Helping prevent the spread of HIV
Ottawa youth call for greater awareness and education
Jordan Tarini, like so many other young people, moved to Ottawa after high school to reinvent himself.
He has something else in common with a growing number of youth in both Ottawa and across Canada: he is HIV-positive.
Tarini, 25, moved from Sudbury to study at Carleton University in 2003. He came out during his first year of university and began adult life as an openly gay man. He worked at gay bars like Edge and took in as much as he could of gay life in the big city.
“I know there are other people out there like me who maybe lived in a rural area and weren’t able to be as open and moved to a bigger city and kind of went crazy,” says Tarini, who was diagnosed with HIV in 2006.
“It was a shock at first, but I knew I couldn’t let it take over my life. I was only 20; I knew that I had my whole life ahead of me,” he says. “I had to do what I could to help people in the same situation, those who didn’t know what it was, didn’t realize how rampant it was in Ottawa and how it has been growing in the bigger cities.”
While he says he knew little about HIV before moving away from Sudbury, Tarini now acts as the youth director for the Canadian AIDS Society (CAS), helping to educate young people about HIV/AIDS.
“There’s been less education and more infections,” he says.
The CAS, a national coalition of more than 120 community-based AIDS organizations across the country, reports that there are 3,070 new infections in Canada every year.
To commemorate the 25th anniversary of the CAS and the 30th anniversary of the first reported case of HIV, the organization is reaching out to younger Canadians through a new campaign.
Dubbed the Do Something campaign, it encourages youth across Canada to use social media to raise awareness and educate others about HIV.
“This is the first campaign of its kind for the CAS. It’s specifically designed by youth for youth,” says Monique Doolittle-Romas, executive director of the CAS.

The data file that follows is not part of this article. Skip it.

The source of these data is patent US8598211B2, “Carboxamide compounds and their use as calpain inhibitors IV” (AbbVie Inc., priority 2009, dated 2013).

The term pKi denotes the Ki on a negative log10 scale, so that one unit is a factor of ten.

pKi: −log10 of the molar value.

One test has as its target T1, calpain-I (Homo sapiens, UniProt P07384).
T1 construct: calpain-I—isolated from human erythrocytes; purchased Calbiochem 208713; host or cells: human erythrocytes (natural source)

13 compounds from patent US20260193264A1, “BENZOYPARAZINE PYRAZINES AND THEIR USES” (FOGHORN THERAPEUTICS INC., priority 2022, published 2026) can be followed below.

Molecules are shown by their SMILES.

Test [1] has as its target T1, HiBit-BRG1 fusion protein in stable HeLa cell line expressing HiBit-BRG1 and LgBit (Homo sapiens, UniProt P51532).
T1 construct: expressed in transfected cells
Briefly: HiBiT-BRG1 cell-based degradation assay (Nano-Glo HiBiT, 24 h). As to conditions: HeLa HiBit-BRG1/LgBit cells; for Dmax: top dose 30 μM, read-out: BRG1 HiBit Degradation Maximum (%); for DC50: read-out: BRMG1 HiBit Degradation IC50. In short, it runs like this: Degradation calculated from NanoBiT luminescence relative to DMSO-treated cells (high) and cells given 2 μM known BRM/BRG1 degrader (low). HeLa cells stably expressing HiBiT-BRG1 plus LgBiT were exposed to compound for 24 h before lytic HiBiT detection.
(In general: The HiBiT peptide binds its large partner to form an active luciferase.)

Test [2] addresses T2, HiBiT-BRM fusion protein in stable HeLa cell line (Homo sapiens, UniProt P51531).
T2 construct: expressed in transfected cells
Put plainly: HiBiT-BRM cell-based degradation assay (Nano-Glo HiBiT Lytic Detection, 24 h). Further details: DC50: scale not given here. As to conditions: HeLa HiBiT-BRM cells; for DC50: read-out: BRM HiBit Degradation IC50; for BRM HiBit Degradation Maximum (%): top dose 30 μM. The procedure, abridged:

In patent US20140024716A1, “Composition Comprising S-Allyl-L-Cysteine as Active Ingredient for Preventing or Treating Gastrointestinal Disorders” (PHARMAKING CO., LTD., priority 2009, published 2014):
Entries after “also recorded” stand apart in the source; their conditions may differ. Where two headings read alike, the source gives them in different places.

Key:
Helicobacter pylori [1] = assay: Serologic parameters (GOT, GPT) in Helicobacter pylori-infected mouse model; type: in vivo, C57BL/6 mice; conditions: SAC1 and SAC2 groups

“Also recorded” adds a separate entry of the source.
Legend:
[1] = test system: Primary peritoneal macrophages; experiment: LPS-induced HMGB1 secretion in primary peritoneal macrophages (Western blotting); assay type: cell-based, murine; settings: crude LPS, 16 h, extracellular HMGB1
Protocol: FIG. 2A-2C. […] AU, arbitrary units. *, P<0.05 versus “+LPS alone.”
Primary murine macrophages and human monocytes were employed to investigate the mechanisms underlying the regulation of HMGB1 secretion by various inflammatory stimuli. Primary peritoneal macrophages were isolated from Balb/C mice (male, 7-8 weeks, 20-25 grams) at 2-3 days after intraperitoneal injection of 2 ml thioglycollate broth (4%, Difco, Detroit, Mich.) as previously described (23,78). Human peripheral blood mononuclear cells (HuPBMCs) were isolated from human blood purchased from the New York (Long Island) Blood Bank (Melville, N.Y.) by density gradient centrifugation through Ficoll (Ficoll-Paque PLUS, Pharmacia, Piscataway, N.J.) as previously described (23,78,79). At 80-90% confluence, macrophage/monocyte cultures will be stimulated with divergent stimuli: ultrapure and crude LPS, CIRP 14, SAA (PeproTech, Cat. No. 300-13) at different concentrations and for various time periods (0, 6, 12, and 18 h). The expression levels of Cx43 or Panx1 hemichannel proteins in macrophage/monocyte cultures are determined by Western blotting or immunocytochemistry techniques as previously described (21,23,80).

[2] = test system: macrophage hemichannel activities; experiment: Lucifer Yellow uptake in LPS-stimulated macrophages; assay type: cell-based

The CAS created an advisory committee of young Canadians between the ages of 15 and 29. Some were HIV-positive, including Tarini.
World AIDS Day, Dec 1, is usually marked with events like vigils, Tarini says. This year, the CAS launched Do Something as a month-long event.
The campaign includes information on Facebook and Twitter so people can share their personal accounts. There is also a YouTube competition for young people who want to create videos about their thoughts on HIV.
Doolittle-Romas says she hopes the campaign will help young people learn about HIV and how it is transmitted.
The campaign presents a series of 25 actions people can take as opportunities to talk about HIV/AIDS, including volunteering at HIV-focused organizations or donating blood.
“There are 68,000 Canadians who have HIV/AIDS,” says Doolittle-Romas. “It could be your friend, your neighbour. It’s in my community, your community, in all of our communities.”
Tarini says it’s important to remember and honour the “pioneers of the movement.”
“There was an out-of-control virus in the '80s and it was the pioneers, the people who were living with it, who people were scared of, but they still went out and did something,” Tarini says. “For them, we should be showing that we will continue to carry this torch.”
As head of the AIDS movement in Canada, Tarini says the CAS has a great platform to educate Canadians about HIV.
Educational and preventative measures are especially important considering the financial costs of living with the disease.
The CAS reports that each new diagnosis costs Canadians $1.3 million.
While the CAS is always in need of donations, Tarini says awareness and education are more important.
“Youth feel invincible a lot of the time, but they need to know they can get this,” he says. “We will have friends with it or we do already, and it’s about recognizing that the numbers are high, especially in Ottawa.”